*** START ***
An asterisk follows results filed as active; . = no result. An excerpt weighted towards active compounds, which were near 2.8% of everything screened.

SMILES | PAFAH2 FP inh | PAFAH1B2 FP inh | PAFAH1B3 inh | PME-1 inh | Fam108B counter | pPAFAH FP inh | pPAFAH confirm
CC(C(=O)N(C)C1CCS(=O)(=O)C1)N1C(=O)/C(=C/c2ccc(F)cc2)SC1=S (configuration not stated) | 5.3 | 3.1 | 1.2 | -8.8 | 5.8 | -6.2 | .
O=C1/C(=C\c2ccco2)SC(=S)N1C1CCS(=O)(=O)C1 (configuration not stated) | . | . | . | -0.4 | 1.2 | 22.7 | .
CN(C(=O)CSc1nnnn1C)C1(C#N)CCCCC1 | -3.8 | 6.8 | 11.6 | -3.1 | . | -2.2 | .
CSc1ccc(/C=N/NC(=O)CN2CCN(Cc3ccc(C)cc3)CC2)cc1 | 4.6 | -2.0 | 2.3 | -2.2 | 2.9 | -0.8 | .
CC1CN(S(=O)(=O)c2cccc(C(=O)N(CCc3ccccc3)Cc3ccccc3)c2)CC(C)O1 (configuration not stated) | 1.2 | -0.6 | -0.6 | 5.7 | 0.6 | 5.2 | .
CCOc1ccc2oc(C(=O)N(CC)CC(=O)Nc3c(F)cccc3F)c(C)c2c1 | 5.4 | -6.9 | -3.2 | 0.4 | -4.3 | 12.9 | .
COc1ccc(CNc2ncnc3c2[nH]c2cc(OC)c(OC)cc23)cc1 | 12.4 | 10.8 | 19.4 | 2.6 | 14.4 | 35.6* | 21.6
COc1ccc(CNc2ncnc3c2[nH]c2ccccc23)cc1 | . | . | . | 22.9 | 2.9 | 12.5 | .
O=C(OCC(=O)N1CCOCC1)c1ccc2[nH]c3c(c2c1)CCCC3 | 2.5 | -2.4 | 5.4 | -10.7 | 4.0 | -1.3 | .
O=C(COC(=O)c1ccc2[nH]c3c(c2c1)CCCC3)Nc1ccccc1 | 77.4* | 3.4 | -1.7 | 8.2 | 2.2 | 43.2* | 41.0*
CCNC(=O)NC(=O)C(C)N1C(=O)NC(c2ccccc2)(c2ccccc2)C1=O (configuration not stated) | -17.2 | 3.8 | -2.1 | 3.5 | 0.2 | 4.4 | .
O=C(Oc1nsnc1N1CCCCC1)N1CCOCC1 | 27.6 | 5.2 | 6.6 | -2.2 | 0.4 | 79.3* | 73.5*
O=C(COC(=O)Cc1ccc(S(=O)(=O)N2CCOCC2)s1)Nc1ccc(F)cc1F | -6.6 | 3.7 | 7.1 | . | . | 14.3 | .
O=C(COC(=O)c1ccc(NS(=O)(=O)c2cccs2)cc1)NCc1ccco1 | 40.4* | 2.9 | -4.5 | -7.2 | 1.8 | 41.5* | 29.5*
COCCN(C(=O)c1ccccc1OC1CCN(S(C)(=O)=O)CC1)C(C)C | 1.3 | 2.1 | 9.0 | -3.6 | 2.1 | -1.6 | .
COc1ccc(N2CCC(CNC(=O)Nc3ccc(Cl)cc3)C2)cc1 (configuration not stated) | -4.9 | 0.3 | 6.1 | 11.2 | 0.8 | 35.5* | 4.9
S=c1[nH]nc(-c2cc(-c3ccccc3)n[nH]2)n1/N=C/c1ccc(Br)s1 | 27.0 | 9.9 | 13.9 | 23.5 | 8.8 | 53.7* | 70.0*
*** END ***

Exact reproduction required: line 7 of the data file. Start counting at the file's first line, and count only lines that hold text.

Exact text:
CC1CN(S(=O)(=O)c2cccc(C(=O)N(CCc3ccccc3)Cc3ccccc3)c2)CC(C)O1 (configuration not stated) | 1.2 | -0.6 | -0.6 | 5.7 | 0.6 | 5.2 | .